Murmurillana inaudibilis Delorme

Delorme, Quentin, Mille, Christian & Jourdan, Hervé, 2016, Description of a new genus and two new species of high frequency cicada from New Caledonia (Insecta: Hemiptera, Cicadoidea, Cicadidae), Zootaxa 4126 (4), pp. 563-576: 567-569

publication ID

http://doi.org/10.11646/zootaxa.4126.4.7

publication LSID

lsid:zoobank.org:pub:91F7E1AF-061B-45E9-86FA-700E8554E49C

persistent identifier

http://treatment.plazi.org/id/D745D62F-FF80-190C-FF03-62C2FAC7F8D2

treatment provided by

Plazi

scientific name

Murmurillana inaudibilis Delorme
status

sp. nov.

Murmurillana inaudibilis Delorme   sp. nov.

( Figs. 1–6 View FIGURE 1 View FIGURE 2 View FIGURE 3 View FIGURE 4 View FIGURE 5 View FIGURE 6 )

Material examined. One holotype male ( MNHN 22989) and 1 paratype male ( MNHN 22990), Nouvelle- Calédonie, Province Nord, Ponérihouen, Massif de l’Aoupinié (800 m), 11 /II/ 2015, Quentin Delorme rec, caught by net. Coll. MNHN, Paris.

Measurements (in mm, holotype and paratype): FL: 19.6–19.7, FW: 6.6–6.9, HW: 5.5–5.6, HL 1.5 – 1.5, BL: 14.7–15.2, PL: 2.1 – 2.1, PW: 4.7 – 4.6.

Description of male ( Figs. 1–5 View FIGURE 1 View FIGURE 2 View FIGURE 3 View FIGURE 4 View FIGURE 5 ). Head. Vertex brownish bearing short golden hairs; ocelli pink; each ocellus set on small black spot. Epicranial suture deep and brown. Compound eyes black, prominent, wider than long. Dorsal postclypeal area brownish. Supra-antennal plate brownish and hairless. Antennal flagela and pedicel black. Postclypeus brownish, slightly domed with seven transverse grooves. Anteclypeus brownish. Rostrum with labrum, mentum and labium yellowish. Apex of rostrum reaching bases of hind trochanter.

Thorax. Pronotum longer than head, brownish with variable black ornamentations and bearing short hairs. Pronotal collar brown; lateral parts thick, slightly prominent. Lateral and paramedian fissure black. Mesonotum brownish. Submedian sigilla and lateral sigilla brown, darker than mesonotum. Scutal depression brownish. Metanotum brown-greenish with long scattered silvered hairs. Cruciform elevation uniformly brownish with long golden hairs at anterior and lateral bases. Opercula separated, roundish as long as wide, whitish, bearing scattered silvered hairs on posterior margin.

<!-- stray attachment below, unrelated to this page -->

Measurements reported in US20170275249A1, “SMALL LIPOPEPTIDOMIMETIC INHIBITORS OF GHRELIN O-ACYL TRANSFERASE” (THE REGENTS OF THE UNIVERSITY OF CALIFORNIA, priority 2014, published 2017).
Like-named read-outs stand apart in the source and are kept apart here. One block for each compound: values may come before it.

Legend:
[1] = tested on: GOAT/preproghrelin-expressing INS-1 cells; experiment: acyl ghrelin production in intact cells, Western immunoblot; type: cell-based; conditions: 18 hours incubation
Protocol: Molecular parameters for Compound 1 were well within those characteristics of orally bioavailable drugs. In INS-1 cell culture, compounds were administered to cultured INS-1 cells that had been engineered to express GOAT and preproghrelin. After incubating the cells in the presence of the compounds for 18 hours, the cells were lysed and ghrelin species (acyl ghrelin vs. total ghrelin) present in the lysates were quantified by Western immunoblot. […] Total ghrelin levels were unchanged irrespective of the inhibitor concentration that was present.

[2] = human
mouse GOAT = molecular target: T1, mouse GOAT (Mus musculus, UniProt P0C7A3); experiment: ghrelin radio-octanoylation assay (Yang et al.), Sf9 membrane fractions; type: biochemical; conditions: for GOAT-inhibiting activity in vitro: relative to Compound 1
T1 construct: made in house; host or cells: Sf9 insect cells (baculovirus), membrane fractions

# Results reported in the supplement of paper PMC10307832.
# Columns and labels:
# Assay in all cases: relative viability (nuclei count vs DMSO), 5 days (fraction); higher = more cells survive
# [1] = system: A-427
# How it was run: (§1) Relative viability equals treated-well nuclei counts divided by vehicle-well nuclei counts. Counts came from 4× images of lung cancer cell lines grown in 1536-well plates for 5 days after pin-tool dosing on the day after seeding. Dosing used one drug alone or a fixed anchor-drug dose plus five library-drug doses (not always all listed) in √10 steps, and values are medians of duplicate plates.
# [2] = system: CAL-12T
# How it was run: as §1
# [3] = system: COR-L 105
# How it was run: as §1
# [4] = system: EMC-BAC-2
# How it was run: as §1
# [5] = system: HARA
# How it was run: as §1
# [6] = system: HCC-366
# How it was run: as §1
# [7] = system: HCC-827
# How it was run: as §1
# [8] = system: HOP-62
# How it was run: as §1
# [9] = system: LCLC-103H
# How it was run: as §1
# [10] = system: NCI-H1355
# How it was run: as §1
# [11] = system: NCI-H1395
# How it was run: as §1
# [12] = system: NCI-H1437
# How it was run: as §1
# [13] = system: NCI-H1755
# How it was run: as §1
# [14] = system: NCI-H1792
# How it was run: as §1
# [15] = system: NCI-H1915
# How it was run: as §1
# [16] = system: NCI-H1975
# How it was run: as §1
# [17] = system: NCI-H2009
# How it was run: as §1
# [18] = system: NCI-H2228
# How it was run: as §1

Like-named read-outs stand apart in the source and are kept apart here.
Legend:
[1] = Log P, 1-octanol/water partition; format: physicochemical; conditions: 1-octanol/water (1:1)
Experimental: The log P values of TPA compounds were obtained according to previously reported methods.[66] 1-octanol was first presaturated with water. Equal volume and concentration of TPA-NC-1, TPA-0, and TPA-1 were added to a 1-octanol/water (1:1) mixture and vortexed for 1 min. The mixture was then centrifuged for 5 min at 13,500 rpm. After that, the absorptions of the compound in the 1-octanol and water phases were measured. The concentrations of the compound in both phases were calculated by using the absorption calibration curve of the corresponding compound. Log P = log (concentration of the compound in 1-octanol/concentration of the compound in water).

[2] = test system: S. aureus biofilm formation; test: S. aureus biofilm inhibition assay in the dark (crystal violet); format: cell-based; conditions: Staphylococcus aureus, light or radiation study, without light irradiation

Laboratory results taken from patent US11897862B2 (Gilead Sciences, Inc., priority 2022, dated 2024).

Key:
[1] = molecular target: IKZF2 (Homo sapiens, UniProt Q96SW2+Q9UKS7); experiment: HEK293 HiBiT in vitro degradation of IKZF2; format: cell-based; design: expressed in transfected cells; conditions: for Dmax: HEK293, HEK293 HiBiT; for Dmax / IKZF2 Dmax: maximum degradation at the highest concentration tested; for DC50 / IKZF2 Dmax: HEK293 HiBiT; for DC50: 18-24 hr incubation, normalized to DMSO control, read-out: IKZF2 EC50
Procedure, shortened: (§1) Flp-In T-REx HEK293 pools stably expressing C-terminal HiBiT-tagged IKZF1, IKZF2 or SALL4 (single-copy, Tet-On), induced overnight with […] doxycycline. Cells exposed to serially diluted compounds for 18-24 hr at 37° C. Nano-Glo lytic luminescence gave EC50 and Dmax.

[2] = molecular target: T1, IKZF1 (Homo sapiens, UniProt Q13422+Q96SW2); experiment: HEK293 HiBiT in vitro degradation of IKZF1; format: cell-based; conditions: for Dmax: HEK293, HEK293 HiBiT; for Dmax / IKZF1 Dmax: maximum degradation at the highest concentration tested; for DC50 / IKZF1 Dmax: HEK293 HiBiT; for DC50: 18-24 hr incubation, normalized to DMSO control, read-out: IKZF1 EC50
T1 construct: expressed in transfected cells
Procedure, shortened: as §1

Wings. Forewings hyaline; venation reddish, except apical cells and a part of ulnar cells, which are blackish; median and cubital anterior vein fused on 1 mm at their bases. Hindwings venation blackish, except cubitus anterior vein which is reddish; vannus hyaline.

Legs. Uniformly brownish. On forelegs, coxa brownish with median longitudinal black line on medial sides. Trochanters brownish with blackish spot on interior side. Femurs brownish. On mid legs, coxa yellowish with wide brown spot on anteriomedian side; trochanter, femur, tibia and tarsus entirely yellowish. Hind legs similar to mid legs.

Abdomen. Slim and tapered, covered by scattered golden hairs. Tergites 1 to 7 mostly brown with diffused and not well defined green posterior margin, tergite 8 entirely brown.

Genitalia. Pygofer brownish. Gonopore sharp and perpendicular to pseudoparamere. Clasper parallel, apically straight and roundish.

Song pattern. Male calling song ( Fig. 6 View FIGURE 6 ) composed of only one type of sequence, formed by a regular succession of echemes emitted at a rate of 39 to 41 per second. Calling song covers frequencies from 14 to 27 kHz with main energy between 17 and 25 kHz and a maximum of energy at 23 kHz.

Distribution. East coast of “Grande Terre”. Probably endemic to Aoupinié Massif ( Fig. 12 View FIGURE 12 ).

Derivation of name. From Latin, meaning “inaudible”, because of the high frequency of the male calling song.

Habitat and ecology. Males were found in dense Niaouli shrub ( Melaleuca quinquenervia   , Myrtaceae   ) mixed with dense fern cover ( Pteridium   sp., Dennstaedtiaceae   ). Male calls from branches located at the tops of trees. It appears not to be gregarious and seems to be strictly diurnal and heliophilous. Because of the rarity of this cicada during our surveys and the difficulty of marking individuals, no more observation was accomplished.

MNHN

Museum National d'Histoire Naturelle